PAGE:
Unpacking affordibility

29 November 2019
Canadians roundly criticized Prime Minister Kim Campbell in 1993 for her ill-advised declaration that elections were no time to talk about policy. Reflecting on this year’s federal election though, you can’t help but feel there was a grain of truth in her comment. 
 
In elections, parties and candidates typically collapse complex policy issues into much simpler slogans that are easier to communicate and that they believe will resonate more with voters.  When the electoral dust settles, however, there is always a risk that some or all parties will continue to over-simplify these issues and, consequently, miss the boat when it comes to building consensus on, and advancing, effective solutions.
 
The recent federal election is an excellent case in point.  In a striking show of unanimity, politicians of all stripes declared ‘affordability’ to be the central issue confronting Canadians today – second even to climate change.  To address the problem, all parties offered a wide array of income benefits and tax credits tailored to their demographic(s) of choice.
 
At one level, of course, they were correct. The cost of living -- in particular large-ticket items like housing in major urban regions and the costs of post-secondary education – has risen far faster than most Canadians’ incomes over the past decade. This has reduced the income available for other needs and many families are feeling the pinch when it comes time to pay their bills each month. At the same time, household debt has continued to rise to historic levels, while household saving rates have continued to hover close to rock bottom. Delinquency and bankruptcy rates have also begun to spike upward, along with the percentage of income that Canadians must spend to service their debts.
 
Our rising cost of living could be responsible for all of these troubling indicators. But is it? If we were to wave our magic wand tomorrow and make housing affordable again in big cities and education debt a thing of the past for all but the most lucrative professional programs, would Canadian households, on the whole, be financially healthy again? 
 
The truth is, probably not. The gap between our incomes and rising costs is just one of a broader mix of forces that are making it harder for families to make ends meet, avoid unproductive debt, and save for emergencies and their future security.  These forces include, but are not limited to:
 
1. Growing reliance on precarious work – More Canadians across income levels are reliant on contract, part-time and casual work for their income.  While many with higher incomes may be choosing to pursue well-paid contract and consulting work, those with low and modest-income levels are more often unwilling participants in the growing “gig” economy.  Precarious work is typically accompanied by unpredictability in the amount and timing of income flows. This makes it hard for families to budget, to save, and to build and follow a financial plan. It also makes it more likely that they will have to borrow to make ends meet in months when their income dips and expenses spike. According to TD Bank research, income volatility associated with much lower financial health affects 37 per cent of adult Canadians. This aligns with the Canadian Payroll Association’s latest survey, which showed that 41 per cent of Canadians live paycheque-to-paycheque, unable to save.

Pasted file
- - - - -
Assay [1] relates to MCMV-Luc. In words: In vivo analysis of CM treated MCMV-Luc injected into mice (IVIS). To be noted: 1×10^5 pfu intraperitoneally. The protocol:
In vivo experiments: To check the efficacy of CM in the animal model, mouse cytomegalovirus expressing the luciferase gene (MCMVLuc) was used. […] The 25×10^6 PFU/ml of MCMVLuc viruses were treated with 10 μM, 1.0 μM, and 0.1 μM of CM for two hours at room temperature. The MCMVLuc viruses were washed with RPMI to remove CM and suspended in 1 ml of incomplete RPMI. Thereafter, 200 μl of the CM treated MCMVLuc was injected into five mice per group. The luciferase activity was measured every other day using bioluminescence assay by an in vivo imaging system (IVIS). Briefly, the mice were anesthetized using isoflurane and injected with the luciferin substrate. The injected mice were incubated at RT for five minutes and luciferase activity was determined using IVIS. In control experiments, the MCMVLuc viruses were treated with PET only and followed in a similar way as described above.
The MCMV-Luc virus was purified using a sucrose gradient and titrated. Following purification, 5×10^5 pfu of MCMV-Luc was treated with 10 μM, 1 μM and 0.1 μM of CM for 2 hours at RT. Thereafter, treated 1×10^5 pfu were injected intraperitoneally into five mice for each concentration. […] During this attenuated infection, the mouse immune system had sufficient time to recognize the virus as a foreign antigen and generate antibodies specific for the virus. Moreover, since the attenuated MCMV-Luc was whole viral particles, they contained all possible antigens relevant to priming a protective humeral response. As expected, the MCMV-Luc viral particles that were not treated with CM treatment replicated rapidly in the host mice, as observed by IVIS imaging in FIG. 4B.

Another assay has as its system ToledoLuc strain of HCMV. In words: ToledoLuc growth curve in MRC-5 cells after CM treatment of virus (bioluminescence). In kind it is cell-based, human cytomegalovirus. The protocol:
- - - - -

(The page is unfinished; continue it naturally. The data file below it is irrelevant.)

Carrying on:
2. Declining access to workplace benefits – With more and more Canadians employed in the contingent workforce, fewer working people have access to quality workplace benefits like paid vacation and sick leave, life and health insurance, and a pension or retirement savings plan. Fewer workers are also able to work enough hours to qualify for critical Employment Insurance (EI) benefits when they are laid off, sick or have a child – even though they pay EI premiums.  Without workplace benefits, workers are left to shoulder more risks and costs themselves, creating more pressure on families and their finances and leaving many woefully unprepared for retirement.  According to research by retirement experts Common Wealth, 60 per cent of Canadians with incomes below $50,000 do not contribute to a tax-advantaged savings account or a workplace pension plan and the median retirement savings of Canadians age 55-64 without pensions is a meagre $3,000. In the absence of more affordable institutional retirement plans, savers must rely on retail investment products with high fees that erode their savings. Modest income savers in this situation end up with just 75 per cent, on average, of their savings when they retire.